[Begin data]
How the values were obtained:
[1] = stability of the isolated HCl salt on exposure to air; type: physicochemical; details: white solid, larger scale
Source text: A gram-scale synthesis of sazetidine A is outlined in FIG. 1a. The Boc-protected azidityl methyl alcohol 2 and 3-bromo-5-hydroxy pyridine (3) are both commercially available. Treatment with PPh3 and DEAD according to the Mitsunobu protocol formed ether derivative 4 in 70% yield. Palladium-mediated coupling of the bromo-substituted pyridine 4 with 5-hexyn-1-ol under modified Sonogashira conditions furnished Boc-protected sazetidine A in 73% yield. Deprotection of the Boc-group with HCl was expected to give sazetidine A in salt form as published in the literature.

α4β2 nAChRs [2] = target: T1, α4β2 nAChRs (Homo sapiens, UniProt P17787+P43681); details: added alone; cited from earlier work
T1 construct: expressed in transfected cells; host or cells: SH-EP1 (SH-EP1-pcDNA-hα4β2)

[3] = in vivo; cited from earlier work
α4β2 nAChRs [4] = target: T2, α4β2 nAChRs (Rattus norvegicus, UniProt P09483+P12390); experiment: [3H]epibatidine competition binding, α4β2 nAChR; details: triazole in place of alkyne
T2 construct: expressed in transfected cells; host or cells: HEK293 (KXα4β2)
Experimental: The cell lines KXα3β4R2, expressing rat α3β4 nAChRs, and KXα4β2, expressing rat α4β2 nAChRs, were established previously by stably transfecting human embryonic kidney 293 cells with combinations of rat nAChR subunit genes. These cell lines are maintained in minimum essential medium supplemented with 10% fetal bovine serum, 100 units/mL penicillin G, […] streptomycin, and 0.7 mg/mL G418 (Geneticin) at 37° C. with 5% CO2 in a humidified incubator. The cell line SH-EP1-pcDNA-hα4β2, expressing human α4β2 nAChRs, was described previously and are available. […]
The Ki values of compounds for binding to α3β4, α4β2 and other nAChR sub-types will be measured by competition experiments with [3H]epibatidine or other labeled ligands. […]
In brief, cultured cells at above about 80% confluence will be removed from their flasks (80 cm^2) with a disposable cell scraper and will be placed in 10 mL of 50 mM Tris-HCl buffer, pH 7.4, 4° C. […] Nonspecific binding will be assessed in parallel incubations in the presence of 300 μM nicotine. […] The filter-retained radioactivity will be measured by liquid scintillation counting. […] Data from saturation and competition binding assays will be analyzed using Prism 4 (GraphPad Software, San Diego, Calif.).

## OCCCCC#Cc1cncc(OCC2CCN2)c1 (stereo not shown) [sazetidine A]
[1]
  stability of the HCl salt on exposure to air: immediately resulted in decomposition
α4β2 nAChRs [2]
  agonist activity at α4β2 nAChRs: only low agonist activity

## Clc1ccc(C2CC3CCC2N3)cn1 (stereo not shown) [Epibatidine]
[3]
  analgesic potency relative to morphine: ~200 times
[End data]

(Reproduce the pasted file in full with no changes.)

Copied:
How the values were obtained:
[1] = stability of the isolated HCl salt on exposure to air; type: physicochemical; details: white solid, larger scale
Source text: A gram-scale synthesis of sazetidine A is outlined in FIG. 1a. The Boc-protected azidityl methyl alcohol 2 and 3-bromo-5-hydroxy pyridine (3) are both commercially available. Treatment with PPh3 and DEAD according to the Mitsunobu protocol formed ether derivative 4 in 70% yield. Palladium-mediated coupling of the bromo-substituted pyridine 4 with 5-hexyn-1-ol under modified Sonogashira conditions furnished Boc-protected sazetidine A in 73% yield. Deprotection of the Boc-group with HCl was expected to give sazetidine A in salt form as published in the literature.

α4β2 nAChRs [2] = target: T1, α4β2 nAChRs (Homo sapiens, UniProt P17787+P43681); details: added alone; cited from earlier work
T1 construct: expressed in transfected cells; host or cells: SH-EP1 (SH-EP1-pcDNA-hα4β2)

[3] = in vivo; cited from earlier work
α4β2 nAChRs [4] = target: T2, α4β2 nAChRs (Rattus norvegicus, UniProt P09483+P12390); experiment: [3H]epibatidine competition binding, α4β2 nAChR; details: triazole in place of alkyne
T2 construct: expressed in transfected cells; host or cells: HEK293 (KXα4β2)
Experimental: The cell lines KXα3β4R2, expressing rat α3β4 nAChRs, and KXα4β2, expressing rat α4β2 nAChRs, were established previously by stably transfecting human embryonic kidney 293 cells with combinations of rat nAChR subunit genes. These cell lines are maintained in minimum essential medium supplemented with 10% fetal bovine serum, 100 units/mL penicillin G, […] streptomycin, and 0.7 mg/mL G418 (Geneticin) at 37° C. with 5% CO2 in a humidified incubator. The cell line SH-EP1-pcDNA-hα4β2, expressing human α4β2 nAChRs, was described previously and are available. […]
The Ki values of compounds for binding to α3β4, α4β2 and other nAChR sub-types will be measured by competition experiments with [3H]epibatidine or other labeled ligands. […]
In brief, cultured cells at above about 80% confluence will be removed from their flasks (80 cm^2) with a disposable cell scraper and will be placed in 10 mL of 50 mM Tris-HCl buffer, pH 7.4, 4° C. […] Nonspecific binding will be assessed in parallel incubations in the presence of 300 μM nicotine. […] The filter-retained radioactivity will be measured by liquid scintillation counting. […] Data from saturation and competition binding assays will be analyzed using Prism 4 (GraphPad Software, San Diego, Calif.).

## OCCCCC#Cc1cncc(OCC2CCN2)c1 (stereo not shown) [sazetidine A]
[1]
  stability of the HCl salt on exposure to air: immediately resulted in decomposition
α4β2 nAChRs [2]
  agonist activity at α4β2 nAChRs: only low agonist activity

## Clc1ccc(C2CC3CCC2N3)cn1 (stereo not shown) [Epibatidine]
[3]
  analgesic potency relative to morphine: ~200 times